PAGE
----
The ingredients were all well cooked and fresh. The abalone was cooked adeptly, boasting a desirable bounciness, the minced pork & sliced pork were poached perfectly, retaining just a little of that porky scent for extra flavour, the soft boiled egg was nicely flavoured from being boiled in a soy broth, and the extra dollar I spent on adding prawn paste wasn’t a bad idea. ⠀

The most memorable thing here is definitely that piquant pork ball, which had a truly interesting texture. Biting into the ball reveals that the meat inside the ball is layered, almost like a thinly sliced pork mille-feuille. The mouthfeel is intriguing, with a dense, hard bite that gives way to a soft bounciness once you’ve bitten in far enough.⠀

What holds the Bros back from perfection is the dismally diminutive portion. Six bucks getting you a whole abalone ain’t bad, but I would’ve gladly swapped it for a standard sized serving of BCM. Perhaps I should’ve just gotten the four buck big bowl of Classic BCM. This is delish, but the portions ain’t cutting it chief.

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My favorite char siew and roasted pork rice. They have good combination of thick but yet juicy. I like that they use pork belly for their charsiew!

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I placed my order and was given a food buzzer.

Once the buzzer rang, I went to the shop and the aunty drizzled the black sauce and sesame oil on the rice while I ladle some chili sauce.

The claypot rice was topped with chicken chunks, thinkly sliced Chinese sausage, kailan(?) and a piece of salted fish. I mixed it all together and couldn't wait to eat it as the smell of salted fish hit me.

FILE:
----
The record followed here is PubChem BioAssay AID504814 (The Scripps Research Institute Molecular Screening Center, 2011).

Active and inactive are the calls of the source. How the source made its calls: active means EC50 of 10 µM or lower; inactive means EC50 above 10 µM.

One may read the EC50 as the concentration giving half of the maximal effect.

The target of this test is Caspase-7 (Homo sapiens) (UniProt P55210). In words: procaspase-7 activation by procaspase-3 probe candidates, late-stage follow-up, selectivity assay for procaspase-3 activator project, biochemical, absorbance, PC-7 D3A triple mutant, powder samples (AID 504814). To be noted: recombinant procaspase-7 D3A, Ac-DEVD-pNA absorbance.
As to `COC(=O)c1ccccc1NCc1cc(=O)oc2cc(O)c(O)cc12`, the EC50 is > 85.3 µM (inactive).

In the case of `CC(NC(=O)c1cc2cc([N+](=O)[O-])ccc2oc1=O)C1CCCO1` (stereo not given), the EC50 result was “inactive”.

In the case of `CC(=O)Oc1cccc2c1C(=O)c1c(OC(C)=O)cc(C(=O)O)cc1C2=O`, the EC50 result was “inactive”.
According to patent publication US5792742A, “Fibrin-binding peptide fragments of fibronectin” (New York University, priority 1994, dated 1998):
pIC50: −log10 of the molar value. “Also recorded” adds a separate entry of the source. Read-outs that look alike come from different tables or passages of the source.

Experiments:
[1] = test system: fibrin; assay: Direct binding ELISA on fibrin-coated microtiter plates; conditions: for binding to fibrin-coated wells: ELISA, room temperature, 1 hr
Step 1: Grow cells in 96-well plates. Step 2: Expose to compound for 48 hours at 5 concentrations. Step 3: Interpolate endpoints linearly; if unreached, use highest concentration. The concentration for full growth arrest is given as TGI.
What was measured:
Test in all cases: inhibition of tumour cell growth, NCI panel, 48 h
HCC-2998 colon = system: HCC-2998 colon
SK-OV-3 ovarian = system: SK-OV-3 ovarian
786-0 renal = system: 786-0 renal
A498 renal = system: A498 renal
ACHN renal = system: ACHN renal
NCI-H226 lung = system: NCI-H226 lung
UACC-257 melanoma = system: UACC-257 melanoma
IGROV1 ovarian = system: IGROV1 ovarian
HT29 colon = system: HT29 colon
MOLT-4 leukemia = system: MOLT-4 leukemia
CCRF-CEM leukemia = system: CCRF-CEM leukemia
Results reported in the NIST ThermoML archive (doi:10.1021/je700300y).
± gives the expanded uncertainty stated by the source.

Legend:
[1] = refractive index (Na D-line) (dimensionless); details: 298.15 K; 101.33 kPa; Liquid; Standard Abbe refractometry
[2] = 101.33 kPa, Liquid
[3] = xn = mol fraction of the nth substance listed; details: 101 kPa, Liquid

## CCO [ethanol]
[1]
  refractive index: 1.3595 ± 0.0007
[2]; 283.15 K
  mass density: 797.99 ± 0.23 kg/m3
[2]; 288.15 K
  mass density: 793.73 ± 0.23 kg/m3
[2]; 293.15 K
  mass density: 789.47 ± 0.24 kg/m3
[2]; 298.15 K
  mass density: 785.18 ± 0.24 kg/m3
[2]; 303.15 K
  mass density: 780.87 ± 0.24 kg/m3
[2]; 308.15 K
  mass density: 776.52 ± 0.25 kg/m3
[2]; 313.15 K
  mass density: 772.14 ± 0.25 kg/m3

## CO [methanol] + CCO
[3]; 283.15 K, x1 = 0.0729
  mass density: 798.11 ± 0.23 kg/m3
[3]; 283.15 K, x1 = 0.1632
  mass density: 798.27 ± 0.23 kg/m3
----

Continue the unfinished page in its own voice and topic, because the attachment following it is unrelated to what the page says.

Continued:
I tried the chicken and it was really tender. Next, I tried the Chinese sausage and it was good. The veggie was crunchy and good too. However when you eat it all together somehow it was a on the bland side. I felt that they could have given a bigger piece of salted fish to mix into the rice or added some salty elements to the dish. Chili sauce was good thought. Spicy and good.

Overall, the chicken was cooked perfectly but the claypot rice could use more salty-ness.

Ikura Bak Chor Mee? Yes, this bowl of Seafood Minced Pork Noodles ($6.00) is served with prawn, scallop, herh keow, sliced pork and minced meat, topped with ikura! I wish they could be more generous with the noodles.

Location: Minced Pork Bros, 51 Old Airport Rd, #01-113 Food Centre, Singapore 390051

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Visited Old Airport road for a plate of oyster omelette as sadly there isn’t any nice ones in the West. Ordered a yummy version from Xing Li with fluffy, eggy, gooey omelette and plump oysters! Yay!
#burpple #burpplesg #stfoodtrending #straitstimesfood #sgfood #sgeats #foodsg #wheretoeatsg #whattoeatsg #sghawker #hawkersg #oldairportroadfoodcentre

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From the founders of Roast Paradise comes a modern "Bak Chor Mee" stall concept - think ingredients like ikura, abalone and ramen egg, as well as hand-made prawn paste and pork balls.
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The noodles are homemade too, and are thicker as well as broader than the norm. This may not be to everyone's preference and they were cooked slightly less than al-dente, but i felt this allowed each strand to better soak up the sauce. Speaking of the sauce, the balance of chilli, lard oil and vinegar was perfect for my tastes, resulting in a luscious, vinegar-forward and punchy emulsion that required no further adulteration. Specked with bits of crispy pork lard and a piece of fried sole fish, this was good enough to eat on its own even without the accoutrement of the other ingredients.
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The incongruously named "Teochew" bowl comes with ramen egg and canned abalone, 2 ingredients that are pleasant enough on their own, but don't quite meld together. I favoured the Teochew pork balls more, as they were tender and had a mildly peppery aftertaste.
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A common gripe is the portions are on the small side, and I found this to be true. I wish they'd give you the option to upsize. All in all, a satisfying bowl of delicious bak chor mee.

Taste: 3.5/5